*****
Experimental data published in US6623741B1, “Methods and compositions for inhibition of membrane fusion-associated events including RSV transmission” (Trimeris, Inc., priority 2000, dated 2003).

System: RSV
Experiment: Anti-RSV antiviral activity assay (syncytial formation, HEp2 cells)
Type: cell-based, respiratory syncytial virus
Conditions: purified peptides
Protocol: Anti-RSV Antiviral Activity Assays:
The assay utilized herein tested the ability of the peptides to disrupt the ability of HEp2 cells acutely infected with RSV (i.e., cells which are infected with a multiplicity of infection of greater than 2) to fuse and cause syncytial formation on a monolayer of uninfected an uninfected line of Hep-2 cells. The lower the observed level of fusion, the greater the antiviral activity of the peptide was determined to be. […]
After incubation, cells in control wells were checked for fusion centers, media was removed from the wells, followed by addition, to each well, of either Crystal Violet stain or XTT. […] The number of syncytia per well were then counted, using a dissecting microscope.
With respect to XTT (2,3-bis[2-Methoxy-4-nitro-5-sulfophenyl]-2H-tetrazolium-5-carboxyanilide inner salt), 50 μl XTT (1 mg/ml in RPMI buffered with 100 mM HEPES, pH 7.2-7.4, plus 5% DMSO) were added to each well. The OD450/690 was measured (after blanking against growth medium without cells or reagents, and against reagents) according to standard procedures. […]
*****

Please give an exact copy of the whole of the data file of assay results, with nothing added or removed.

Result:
Experimental data published in US6623741B1, “Methods and compositions for inhibition of membrane fusion-associated events including RSV transmission” (Trimeris, Inc., priority 2000, dated 2003).

System: RSV
Experiment: Anti-RSV antiviral activity assay (syncytial formation, HEp2 cells)
Type: cell-based, respiratory syncytial virus
Conditions: purified peptides
Protocol: Anti-RSV Antiviral Activity Assays:
The assay utilized herein tested the ability of the peptides to disrupt the ability of HEp2 cells acutely infected with RSV (i.e., cells which are infected with a multiplicity of infection of greater than 2) to fuse and cause syncytial formation on a monolayer of uninfected an uninfected line of Hep-2 cells. The lower the observed level of fusion, the greater the antiviral activity of the peptide was determined to be. […]
After incubation, cells in control wells were checked for fusion centers, media was removed from the wells, followed by addition, to each well, of either Crystal Violet stain or XTT. […] The number of syncytia per well were then counted, using a dissecting microscope.
With respect to XTT (2,3-bis[2-Methoxy-4-nitro-5-sulfophenyl]-2H-tetrazolium-5-carboxyanilide inner salt), 50 μl XTT (1 mg/ml in RPMI buffered with 100 mM HEPES, pH 7.2-7.4, plus 5% DMSO) were added to each well. The OD450/690 was measured (after blanking against growth medium without cells or reagents, and against reagents) according to standard procedures. […]